Fred Brown

You seem [feeling]

by for .  

One player initiates with object work.  The second player joins the scene by doing complementary object work, then verbally initiates by saying "You seem _______."  Player 1 yes-ands, and so on.  



To build a connected, relationship-based scene

To teach players to respond to what seems true within the scene

To focus on yes-anding one step at a time


Two players up.  Player 1 initiates with some object work.  Player 2 joins the scene by doing a complementary action.  Then Player 2 says to Player 1, "you seem ______" and they name a feeling.  Player 1 yes-ands, and the scene continues.

Coaching Notes:

1) It's important for Player 2 to engage in some action.  Otherwise, they will be removed from the scene and not as invested in the reality.  It can lead to a player judging and critiquing rather than observing and caring.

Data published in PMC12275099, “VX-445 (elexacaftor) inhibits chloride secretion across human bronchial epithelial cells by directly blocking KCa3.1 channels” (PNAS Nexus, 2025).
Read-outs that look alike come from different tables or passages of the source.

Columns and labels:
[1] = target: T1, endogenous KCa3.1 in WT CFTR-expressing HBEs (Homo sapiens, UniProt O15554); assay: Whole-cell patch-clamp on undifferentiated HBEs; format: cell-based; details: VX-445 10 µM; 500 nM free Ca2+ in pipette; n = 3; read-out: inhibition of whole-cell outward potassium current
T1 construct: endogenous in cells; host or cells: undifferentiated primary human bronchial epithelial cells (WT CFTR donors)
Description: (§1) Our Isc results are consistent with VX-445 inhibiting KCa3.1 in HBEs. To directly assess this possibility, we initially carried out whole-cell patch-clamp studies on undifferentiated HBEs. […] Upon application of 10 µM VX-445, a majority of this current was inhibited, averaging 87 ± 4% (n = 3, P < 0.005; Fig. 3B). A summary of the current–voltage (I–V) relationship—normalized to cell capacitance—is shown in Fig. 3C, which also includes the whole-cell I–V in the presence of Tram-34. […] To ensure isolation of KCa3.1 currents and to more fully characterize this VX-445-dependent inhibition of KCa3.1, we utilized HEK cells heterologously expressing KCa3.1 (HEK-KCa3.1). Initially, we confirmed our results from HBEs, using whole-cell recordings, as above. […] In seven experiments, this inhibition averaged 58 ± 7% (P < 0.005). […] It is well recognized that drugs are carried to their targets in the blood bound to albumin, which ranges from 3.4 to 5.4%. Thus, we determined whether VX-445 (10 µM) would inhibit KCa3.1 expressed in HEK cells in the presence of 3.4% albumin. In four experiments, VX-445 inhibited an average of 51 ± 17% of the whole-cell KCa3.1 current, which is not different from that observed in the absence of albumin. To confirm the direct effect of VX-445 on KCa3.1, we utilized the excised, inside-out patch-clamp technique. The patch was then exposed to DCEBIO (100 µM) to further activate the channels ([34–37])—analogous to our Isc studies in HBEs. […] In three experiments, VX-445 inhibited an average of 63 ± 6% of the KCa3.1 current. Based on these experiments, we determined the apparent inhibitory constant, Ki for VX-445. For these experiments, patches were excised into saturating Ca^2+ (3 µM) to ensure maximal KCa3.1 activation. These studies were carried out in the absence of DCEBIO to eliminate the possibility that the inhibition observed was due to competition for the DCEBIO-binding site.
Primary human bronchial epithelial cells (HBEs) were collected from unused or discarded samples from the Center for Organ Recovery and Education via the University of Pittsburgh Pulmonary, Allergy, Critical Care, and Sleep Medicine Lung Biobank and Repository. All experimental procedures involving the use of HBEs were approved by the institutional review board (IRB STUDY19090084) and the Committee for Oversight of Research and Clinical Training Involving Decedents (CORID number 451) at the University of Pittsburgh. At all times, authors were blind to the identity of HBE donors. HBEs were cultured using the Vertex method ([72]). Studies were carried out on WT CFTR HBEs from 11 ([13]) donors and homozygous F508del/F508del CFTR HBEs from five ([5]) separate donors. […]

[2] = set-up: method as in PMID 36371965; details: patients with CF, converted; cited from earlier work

2) Remind Player 2 to stick to feelings, at least at first.  After some time, it can be fun to move towards statements like, "you seem really wise" or "you seem to be struggling."

3) One thing at play in this exercise is observation. Player 2 should base their statement on something that does, indeed, seem to be the case.  If Player 1 is very happily doing an action, and Player 2 says, "you seem sad," that just doesn't make any sense and makes the scene very difficult to play. 

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